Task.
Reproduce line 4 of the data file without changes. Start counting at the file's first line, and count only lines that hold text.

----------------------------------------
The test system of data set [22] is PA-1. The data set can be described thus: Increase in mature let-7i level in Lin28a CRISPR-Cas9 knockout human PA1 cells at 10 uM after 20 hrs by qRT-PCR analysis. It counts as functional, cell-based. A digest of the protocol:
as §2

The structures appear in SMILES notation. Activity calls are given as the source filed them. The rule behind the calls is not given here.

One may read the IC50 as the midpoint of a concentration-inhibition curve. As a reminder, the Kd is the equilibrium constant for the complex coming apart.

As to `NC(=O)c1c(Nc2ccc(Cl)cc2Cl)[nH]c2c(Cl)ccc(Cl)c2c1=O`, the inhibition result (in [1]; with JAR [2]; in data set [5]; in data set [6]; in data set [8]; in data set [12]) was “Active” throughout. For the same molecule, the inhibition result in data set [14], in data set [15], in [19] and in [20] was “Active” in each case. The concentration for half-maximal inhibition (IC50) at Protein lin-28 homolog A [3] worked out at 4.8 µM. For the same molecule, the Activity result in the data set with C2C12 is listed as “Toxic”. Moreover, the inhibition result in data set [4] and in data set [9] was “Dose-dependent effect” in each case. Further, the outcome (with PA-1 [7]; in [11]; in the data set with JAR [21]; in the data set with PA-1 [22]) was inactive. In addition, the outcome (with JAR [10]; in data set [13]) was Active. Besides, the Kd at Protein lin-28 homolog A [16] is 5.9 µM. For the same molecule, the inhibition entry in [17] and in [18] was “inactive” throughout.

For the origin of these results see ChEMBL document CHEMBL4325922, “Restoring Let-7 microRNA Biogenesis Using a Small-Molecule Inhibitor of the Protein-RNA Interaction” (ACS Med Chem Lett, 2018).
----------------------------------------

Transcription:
One may read the IC50 as the midpoint of a concentration-inhibition curve. As a reminder, the Kd is the equilibrium constant for the complex coming apart.